India’s EV journey is revving up, but blind spots galore

India's venture into EVs offers vast prospects for economic expansion, energy autonomy, and ecological sustainability.
Last Updated 24 February 2024, 05:23 IST

The automotive industry in India has undergone significant growth, emerging as a key contributor to the economy. With a rise in GDP contribution to 7.1 per cent in 2022-2023 from 2.77 per cent in 1992-1993, India has become a preferred global destination for automotive manufacturing. Looking ahead, significant transformations are anticipated in the global automotive industry over the next decade. Leveraging its IT capabilities, India is poised to ascend to the position of the world's third-largest automotive market by 2030.

The bold ‘EV’ promise

According to the Economic Survey 2023, India's domestic EV market is projected to grow at a compound annual rate of 49 per cent between 2022 and 2030, aiming for 10 million annual sales by 2030. EVs are anticipated to capture over 40 per cent of India's automotive market, generating over $100 billion of revenue by 2030.

Seizing the opportunity

India stands to create a multi-billion-dollar EV industry, achieve energy independence, and enhance air quality. Governments, at both the central and state levels, have been incentivising sustainable mobility, particularly in manufacturing and public charging infrastructure.

However, numerous structural challenges persist for a large-scale transition:

  • Promote R&D: Enhancements in battery and charging technology play a pivotal role in the growth and sustainability of the EV sector. Allocating funds towards research and development endeavours (in areas of battery technology, lightweight materials, and electric drivetrains) can lead to technological improvements in EVs, cost reduction, and extended vehicle range.

  • Decentralised Power Generation: The current power infrastructure in India might lack the capacity needed to facilitate a widespread shift to EVs. Encouraging the installation of rooftop solar panels and the development of community-based microgrids powered by renewable sources can alleviate some of these challenges. However, significant investments are necessary to modernise the grid infrastructure, enabling seamless integration and effective management of decentralised renewable energy sources.

  • Implement Carbon Exchange Programme: Introduce a platform for trading carbon credits or allowances, facilitating compliance with regulatory emissions targets or voluntary emission reduction commitments. Provide carbon credits or offsets to individuals, businesses, or local authorities embracing EV adoption or investing in EV infrastructure.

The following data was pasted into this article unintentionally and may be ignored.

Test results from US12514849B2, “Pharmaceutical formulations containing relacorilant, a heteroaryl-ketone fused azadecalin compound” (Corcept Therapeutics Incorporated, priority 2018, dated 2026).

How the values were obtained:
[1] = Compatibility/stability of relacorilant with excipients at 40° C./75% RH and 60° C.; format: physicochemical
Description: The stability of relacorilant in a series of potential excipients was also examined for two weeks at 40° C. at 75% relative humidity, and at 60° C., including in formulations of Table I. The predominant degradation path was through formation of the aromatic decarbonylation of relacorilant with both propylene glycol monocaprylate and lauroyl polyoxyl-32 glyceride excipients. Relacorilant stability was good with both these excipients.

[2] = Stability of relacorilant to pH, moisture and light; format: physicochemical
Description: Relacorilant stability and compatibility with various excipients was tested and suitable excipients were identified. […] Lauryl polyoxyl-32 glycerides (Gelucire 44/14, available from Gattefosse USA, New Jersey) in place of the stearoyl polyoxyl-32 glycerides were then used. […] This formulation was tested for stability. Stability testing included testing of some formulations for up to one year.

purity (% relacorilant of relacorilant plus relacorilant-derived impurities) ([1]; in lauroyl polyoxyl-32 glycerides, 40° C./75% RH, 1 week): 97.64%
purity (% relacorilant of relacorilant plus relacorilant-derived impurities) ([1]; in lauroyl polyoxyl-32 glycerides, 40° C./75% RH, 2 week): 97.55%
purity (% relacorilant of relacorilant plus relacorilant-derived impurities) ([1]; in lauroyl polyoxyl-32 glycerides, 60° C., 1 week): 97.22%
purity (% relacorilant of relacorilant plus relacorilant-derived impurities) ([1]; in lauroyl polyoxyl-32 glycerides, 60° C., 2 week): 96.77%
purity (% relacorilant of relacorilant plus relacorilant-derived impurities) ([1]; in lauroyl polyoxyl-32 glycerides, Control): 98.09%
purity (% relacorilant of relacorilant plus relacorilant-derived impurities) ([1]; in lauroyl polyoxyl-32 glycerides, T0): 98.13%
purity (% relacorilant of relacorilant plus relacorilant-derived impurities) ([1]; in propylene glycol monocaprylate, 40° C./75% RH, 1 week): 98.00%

• Encourage Fleet Electrification: Capitalise on the economic advantages driving the adoption of commercial EVs. Governments can offer incentives such as grants, subsidies, or mandates to fleet operators to switch to electric vehicles. Industries can design electric fleet solutions customised for various purposes, including delivery vans, taxis, buses, and ride-sharing services, catering to the rising need for emission-free transportation.

  • Enhance Supply Chain Integration: Bolstering the EV supply chain and improving domestic manufacturing capabilities are crucial for scaling up EV production and minimising reliance on imported components. The industry should prioritise investments in supply chain optimisation, forge strategic partnerships with suppliers, and pursue vertical integration to establish a robust and sustainable EV supply chain.

  • Policy and Framework: It is imperative to develop clear and comprehensive policies and regulations encompassing various aspects; like, setting emission standards with defined timelines for the gradual phase-out of polluting vehicles; standardising EV certification, charging infrastructure, and battery recycling protocols, and; implementing mechanisms to manage grid congestion and peak demand efficiently.

Inspiration from global initiatives

Various governments worldwide have implemented diverse policies and programmes to encourage the adoption of EVs and expedite the transition to sustainable transportation. EVs are poised to dominate the automotive landscape, as evidenced by automakers' investments nearing $1 trillion by 2030.

Here are some notable examples:

  • China: Through generous government subsidies, tax incentives, procurement contracts, and other policy measures, China has fostered the emergence of numerous domestic EV brands. With investments exceeding $60 billion, China is ambitiously aiming for a transition to all-electric or hybrid vehicles by 2035. Notably, over half of the EVs globally are found on Chinese roads, with new EV sales in 2022 growing by 82 per cent, and China accounting for 35 per cent of global EV exports.

  • United States: The US is channelling investments into EVs to reduce reliance on fossil fuels, combat Climate Change, create jobs in the clean energy sector, and drive innovation in sustainable transportation technologies. With investments totalling $165.1 billion, the US is focusing on manufacturing EVs, EV components, batteries, and promoting EV battery recycling.

In conclusion, India's venture into EVs offers vast prospects for economic expansion, energy autonomy, and ecological sustainability. Yet, confronting prevailing hurdles and enacting inclusive policies are imperative to unlock the complete potential of EVs within India's automotive domain.

(This is the second in a two-part series looking into the current state and challenges before India’s EV sector. To read the first article, click here.)

(Mohanakrishnan P is Chief Growth Officer, and Akshay Sasikumar is CEO, 82Volt Technologies.)

Disclaimer: The views expressed above are the author's own. They do not necessarily reflect the views of DH. 

(Published 24 February 2024, 05:23 IST)

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